While the anecdotal evidence is certainly persuasive, more research is necessary to truly understand the topical benefits of CBD products. Unfortunately, because cannabis was considered a Schedule I drug, meaning it is defined as having no currently accepted medical use and a high potential for abuse, it was not readily available for research. Thanks to a new use as a treatment for certain forms of epilepsy, CBD drugs with a THC content below .01 percent have been downgraded to a Schedule V on the Drug Enforcement Agency’s Controlled Substances Act. Only time will tell how this change will impact future studies.
“The research being done on CBD’s anti-inflammatory properties is fruitful, and the number of skin conditions that stem from inflammation are plentiful,” says Color Up Therapeutics’s Shauna Blanch. “So much of the research being done on CBD and skincare is revealing that CBD can cause a multitude of changes in our skin, each of which contributes to overall healthy skin.”
Here are a few pieces of relevant research worth exploring:
- A study in the European Journal of Pain examined the efficacy of transdermal CBD for reducing inflammation and pain. The study, which involved rats, was designed to study the effects of CBD on arthritis. Although the researchers noted a significant reduction in inflammation and pain, human studies are needed to confirm the findings.
- A study in the Journal of Experimental Medicine revealed how cannabinoids suppress inflammatory and neuropathic pain by targeting certain glycine receptors.
- In the Journal of Clinical Investigation, the study titled, “Cannabidiol exerts sebostatic and anti-inflammatory effects on human sebocytes,” revealed the potential for CBD to be used in the treatment of acne thanks to its ability to balance the production of sebum.
- A study published in Pharmacology & Pharmacy revealed the superior therapeutic properties of whole plant CBD-rich cannabis extract as compared to single-molecule CBD. In “Overcoming the Bell-Shaped Dose-Response of Cannabidiol by Using Cannabis Extract Enriched in Cannabidiol,” researchers studied the anti-inflammatory and pain-relieving effects of the whole plant CBD.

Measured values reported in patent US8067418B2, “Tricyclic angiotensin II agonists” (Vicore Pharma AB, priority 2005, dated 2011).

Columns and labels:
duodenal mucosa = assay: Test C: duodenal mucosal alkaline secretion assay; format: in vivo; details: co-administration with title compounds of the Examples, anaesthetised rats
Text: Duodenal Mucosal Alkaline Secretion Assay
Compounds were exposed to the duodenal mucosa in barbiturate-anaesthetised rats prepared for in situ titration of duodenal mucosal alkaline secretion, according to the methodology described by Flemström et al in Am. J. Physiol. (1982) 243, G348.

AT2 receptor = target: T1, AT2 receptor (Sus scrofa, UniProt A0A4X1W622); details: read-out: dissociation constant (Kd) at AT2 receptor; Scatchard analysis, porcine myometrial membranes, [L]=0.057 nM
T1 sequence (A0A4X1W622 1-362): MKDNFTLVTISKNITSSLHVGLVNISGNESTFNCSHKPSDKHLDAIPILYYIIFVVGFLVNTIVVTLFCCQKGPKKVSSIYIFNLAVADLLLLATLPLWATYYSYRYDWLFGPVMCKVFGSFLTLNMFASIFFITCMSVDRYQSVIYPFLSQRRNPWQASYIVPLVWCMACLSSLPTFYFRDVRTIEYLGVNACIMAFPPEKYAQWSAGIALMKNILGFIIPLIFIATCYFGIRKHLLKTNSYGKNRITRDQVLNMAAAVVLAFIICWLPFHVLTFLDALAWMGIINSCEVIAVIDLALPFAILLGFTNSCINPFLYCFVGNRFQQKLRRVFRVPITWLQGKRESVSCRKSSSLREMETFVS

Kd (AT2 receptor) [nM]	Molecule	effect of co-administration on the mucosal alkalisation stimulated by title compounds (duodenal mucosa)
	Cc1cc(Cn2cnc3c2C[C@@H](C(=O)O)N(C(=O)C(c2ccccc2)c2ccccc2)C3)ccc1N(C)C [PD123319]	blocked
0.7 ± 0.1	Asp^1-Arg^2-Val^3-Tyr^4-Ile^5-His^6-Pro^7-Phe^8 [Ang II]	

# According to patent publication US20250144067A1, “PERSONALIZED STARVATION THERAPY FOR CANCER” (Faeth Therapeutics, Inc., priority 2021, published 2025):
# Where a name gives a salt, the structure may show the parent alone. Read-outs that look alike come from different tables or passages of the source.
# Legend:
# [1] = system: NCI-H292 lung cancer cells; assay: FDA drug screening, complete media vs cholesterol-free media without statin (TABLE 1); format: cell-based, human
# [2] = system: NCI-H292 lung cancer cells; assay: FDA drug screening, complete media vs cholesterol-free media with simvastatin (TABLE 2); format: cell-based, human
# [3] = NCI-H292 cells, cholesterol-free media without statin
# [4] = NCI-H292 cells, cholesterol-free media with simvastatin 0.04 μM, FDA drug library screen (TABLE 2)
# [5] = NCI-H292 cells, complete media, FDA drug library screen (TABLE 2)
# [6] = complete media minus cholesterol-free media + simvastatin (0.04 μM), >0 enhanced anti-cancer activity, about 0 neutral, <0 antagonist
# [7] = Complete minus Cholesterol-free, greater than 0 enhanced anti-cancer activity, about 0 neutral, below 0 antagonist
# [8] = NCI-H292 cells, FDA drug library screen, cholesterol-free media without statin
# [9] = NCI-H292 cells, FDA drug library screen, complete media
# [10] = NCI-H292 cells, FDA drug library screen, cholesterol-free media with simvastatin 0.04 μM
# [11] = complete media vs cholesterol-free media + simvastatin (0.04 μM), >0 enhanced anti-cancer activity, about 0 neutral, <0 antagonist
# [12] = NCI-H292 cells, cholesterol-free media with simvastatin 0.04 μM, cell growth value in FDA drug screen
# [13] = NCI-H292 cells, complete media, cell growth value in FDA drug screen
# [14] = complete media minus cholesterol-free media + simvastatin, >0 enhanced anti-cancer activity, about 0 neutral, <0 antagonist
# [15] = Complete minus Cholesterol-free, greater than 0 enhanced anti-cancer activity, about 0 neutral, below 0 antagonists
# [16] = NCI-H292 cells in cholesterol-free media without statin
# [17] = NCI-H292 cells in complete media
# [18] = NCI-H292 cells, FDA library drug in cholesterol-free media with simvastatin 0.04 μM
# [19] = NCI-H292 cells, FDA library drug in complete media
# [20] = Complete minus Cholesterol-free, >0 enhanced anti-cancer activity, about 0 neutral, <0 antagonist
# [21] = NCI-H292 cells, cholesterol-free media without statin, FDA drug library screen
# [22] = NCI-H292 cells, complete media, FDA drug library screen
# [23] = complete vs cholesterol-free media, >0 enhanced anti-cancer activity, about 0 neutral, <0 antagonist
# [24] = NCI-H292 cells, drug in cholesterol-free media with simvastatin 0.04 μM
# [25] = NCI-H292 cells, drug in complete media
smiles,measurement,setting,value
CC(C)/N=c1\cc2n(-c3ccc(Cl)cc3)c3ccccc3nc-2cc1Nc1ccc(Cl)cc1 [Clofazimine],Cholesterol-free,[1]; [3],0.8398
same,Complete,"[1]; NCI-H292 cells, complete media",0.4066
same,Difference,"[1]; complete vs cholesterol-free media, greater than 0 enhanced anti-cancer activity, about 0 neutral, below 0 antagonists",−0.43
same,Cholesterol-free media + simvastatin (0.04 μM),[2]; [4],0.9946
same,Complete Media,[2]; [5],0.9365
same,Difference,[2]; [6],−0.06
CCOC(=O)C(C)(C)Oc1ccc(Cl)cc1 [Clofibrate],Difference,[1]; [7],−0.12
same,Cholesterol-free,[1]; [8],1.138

Interested in adding a CBD line to your spa? Here are some things to keep in mind:
- “Make sure the amount of CBD contained in the product is significant and that it will have the results you are proposing it to have.”—Jean Shea, founder and president, Biotone
- “How pure is the CBD, and how much CBD is included per ounce?”—Hannah Duncan, founder and owner, Well Products
- “You need a high-quality trusted source that is regulated and approved. Your source should also provide you with the information on the parts of the plant that are being used in CBD extraction: the flower, stem, leaf, or all three.” —Francine Kagarakis, cofounder and co-owner, Lira Clinical
- “I would definitely pay attention to the supporting ingredients in the formula and if that formula is clean or if it contains fillers and other undesirable ingredients.”—Janet Schriever, founder, Code of Harmony
- “Sourcing is key. Is the company seed-to-customer, or does it receive its hemp from a third-party farm. If so, do you have testing for that? If you don’t know where it comes from, then you can’t guarantee a quality product.”—Tracee Box, owner and CEO, Nature’s Root
- “In vetting CBD products, look for proof of the extraction process with third-party certification, sustainable packaging, a small carbon footprint, consumer education events with materials and samples provided, and vendor partners that help you stay ahead of the curve with staff training and webinars.”—Kim Collier, cofounder, CBD Brand Collective, Collier Concepts